He came up with telling blows

G. VISWANATH

Shaun Pollock's five for 36 against Australia was a great effort.-V.V. KRISHNAN

SHAUN POLLOCK was in the forefront of South Africa's rivalry against Australia in the semifinal of the World Cup `Carnival of Cricket' in 1999. A dolly catch Herschelle Gibbs `was not in control' of, (offered by Steve Waugh) had blotted South Africa's copybook in the last of the Super 6 matches at Leeds. The fielding lapse cost South Africa dear and eventually was responsible for coming in the way of Hansie Cronje's team not entering the final. Steve Waugh took the match away from Cronje's grasp at Headingley.

South Africa's survival in the World Cup did not depend on the outcome of its last Super 6 league match against Australia. It had already booked a semifinal berth. But the defeat made it a must-win situation for it in the semifinal in order to progress further. Two engrossing back-to-back matches between Australia and South Africa were hardly expected to take place, but that's how it turned out to be; the second at Edgbaston actually producing a nerve-racking tie, after Pollock bowled his heart out to restrict Australia to a modest 213 in 49. 2 overs.

Pollock rocked Australia's boat at the very outset dispatching Mark Waugh for zero. He shared the new ball with Steve Elworthy (10-0-56-0). Australia recovered from the first blow, but did not find runs easy to come by because Jacques Kallis bowled a brilliant spell to finish at 10-2-27-1. Australia had recovered and was ready to accelerate things with Steve Waugh and Michael Bevan in the middle.

But Pollock put paid to their aspirations. He had Steve Waugh (56) and Michael Bevan (65), Tom Moody (0) and Shane Warne (18) in a spell of 9.2-1-36-5. His blows were telling. It first broke the 90-run stand between the Australian captain and the World's No. 1 batsman with the best average in one-day cricket. Donald bagged four wickets (10-1-32-4) as South Africa had a chance to make the final.

Pollock until then had appeared to be a run of the mill variety. But he was in top form in the semifinal. For the first time he was on the big stage of international cricket. Historians and critics are quick to remind fans the element of pedigree in the success of a sportsman. Cricket is replete with instances of fathers and sons and uncles and nephews playing for the country and with distinction.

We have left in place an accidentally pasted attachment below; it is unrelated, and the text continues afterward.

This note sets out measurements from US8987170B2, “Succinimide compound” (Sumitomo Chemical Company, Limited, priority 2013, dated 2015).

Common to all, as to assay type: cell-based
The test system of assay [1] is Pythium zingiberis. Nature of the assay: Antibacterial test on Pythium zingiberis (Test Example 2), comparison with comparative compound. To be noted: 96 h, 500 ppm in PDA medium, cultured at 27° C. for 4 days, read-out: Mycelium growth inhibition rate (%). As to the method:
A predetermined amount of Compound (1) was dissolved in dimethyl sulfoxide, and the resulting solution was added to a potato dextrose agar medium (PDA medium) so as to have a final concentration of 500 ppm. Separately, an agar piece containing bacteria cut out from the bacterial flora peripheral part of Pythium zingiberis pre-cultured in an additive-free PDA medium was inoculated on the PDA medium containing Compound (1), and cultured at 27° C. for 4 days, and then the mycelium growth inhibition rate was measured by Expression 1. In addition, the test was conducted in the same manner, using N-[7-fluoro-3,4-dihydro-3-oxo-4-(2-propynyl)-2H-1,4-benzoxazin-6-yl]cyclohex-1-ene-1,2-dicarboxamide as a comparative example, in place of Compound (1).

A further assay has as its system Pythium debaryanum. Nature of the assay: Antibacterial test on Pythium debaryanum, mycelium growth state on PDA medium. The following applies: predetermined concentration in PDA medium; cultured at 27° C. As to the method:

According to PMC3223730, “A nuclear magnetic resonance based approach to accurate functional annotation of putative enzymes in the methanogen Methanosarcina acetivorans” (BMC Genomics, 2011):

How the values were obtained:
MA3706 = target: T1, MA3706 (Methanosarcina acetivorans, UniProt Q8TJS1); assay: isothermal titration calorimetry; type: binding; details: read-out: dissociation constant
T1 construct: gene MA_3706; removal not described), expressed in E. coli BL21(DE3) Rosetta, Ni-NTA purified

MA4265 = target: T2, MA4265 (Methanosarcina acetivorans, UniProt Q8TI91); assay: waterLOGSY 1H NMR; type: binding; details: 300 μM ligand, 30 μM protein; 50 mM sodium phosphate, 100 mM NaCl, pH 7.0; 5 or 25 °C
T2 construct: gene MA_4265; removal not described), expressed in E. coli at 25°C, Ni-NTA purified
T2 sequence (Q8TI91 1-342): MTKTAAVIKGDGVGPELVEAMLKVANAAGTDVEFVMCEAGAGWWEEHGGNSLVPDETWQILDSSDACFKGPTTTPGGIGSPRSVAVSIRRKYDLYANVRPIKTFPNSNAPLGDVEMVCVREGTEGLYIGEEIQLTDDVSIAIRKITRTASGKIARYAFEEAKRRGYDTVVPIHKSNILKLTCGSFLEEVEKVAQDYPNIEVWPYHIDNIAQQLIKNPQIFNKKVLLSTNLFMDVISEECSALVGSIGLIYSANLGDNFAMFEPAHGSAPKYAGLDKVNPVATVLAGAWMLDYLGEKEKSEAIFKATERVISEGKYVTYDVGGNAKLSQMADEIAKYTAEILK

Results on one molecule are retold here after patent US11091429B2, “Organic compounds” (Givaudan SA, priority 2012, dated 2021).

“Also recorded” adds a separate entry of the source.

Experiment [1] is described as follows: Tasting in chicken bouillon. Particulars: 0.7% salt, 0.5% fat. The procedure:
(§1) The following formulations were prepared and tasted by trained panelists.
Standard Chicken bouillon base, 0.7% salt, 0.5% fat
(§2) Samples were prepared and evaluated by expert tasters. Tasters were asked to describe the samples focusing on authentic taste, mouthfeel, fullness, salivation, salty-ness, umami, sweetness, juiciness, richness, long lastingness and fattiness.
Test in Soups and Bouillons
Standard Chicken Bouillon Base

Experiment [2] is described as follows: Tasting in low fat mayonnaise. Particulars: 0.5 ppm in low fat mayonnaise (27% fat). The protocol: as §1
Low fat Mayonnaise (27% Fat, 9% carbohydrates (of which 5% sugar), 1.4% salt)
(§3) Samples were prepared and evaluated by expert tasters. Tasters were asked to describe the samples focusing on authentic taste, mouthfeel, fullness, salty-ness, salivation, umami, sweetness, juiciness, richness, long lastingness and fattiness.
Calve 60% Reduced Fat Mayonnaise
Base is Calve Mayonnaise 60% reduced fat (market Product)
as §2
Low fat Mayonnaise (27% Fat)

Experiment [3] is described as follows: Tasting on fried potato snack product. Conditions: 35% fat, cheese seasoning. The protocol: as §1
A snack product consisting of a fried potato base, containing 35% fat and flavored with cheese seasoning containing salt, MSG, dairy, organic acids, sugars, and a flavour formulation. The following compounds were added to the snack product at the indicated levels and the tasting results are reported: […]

When the redhead Shaun Pollock emerged out of the provincial ranks and earned his first cap for South Africa, troubled top England batsmen, notably Michael Atherton three years before the World Cup in England, the public in the veld nation were reminded of the deeds of father and fast bowler Peter Pollock and uncle and brilliant batsman, Graeme Pollock. They lavished praise on the talented and developing fast bowler who shared the new ball with Donald.

Pollock was laid low by injury after his debut against England. There has not been a modern fast bowler --- with an unconventional and semi-side-on action --- whose career has taken off smoothly without being bothered by a host of complaints ranging from back problem, side strain, hamstring and to foot injuries. Pollock was not an exception. He came through the first bout with his body in good shape and proved his potential and combined well with Donald.

It was not long before that the South African cricketers discovered that there was only one team better equipped than it and most importantly the passion and style of playing the game almost matched with Australia's. For every South African cricketer who was handed the `Protea' cap, the ultimate aim was to outsmart the Australian.

A contest between Australia and South Africa generates as much interest as the `Ashes' series and an encounter between India and Pakistan. The two World Cup matches between the two proved just that. Pollock's show of spirit went in vain because his side made the same number of runs as Australia did. The legspinning wizard, Shane Warne's outstanding performance of four for 29 from ten overs was equally top class. He dismissed Gary Kirsten, Gibbs, Kallis and Cronje before the dramatic last over at Edgbaston.

Australia's Glenn McGrath (five for 14 against the West Indies), Lance Klusener (five for 21 against Kenya), Saqlain Mushtaq (five for 35 against Bangladesh), Venkatesh Prasad (five for 27 against Pakistan) and Robin Singh (five for 31 against Sri Lanka) were the others who shone with the ball, but Pollock's five for 36 against a top-notch Australian side must be regarded as a great effort.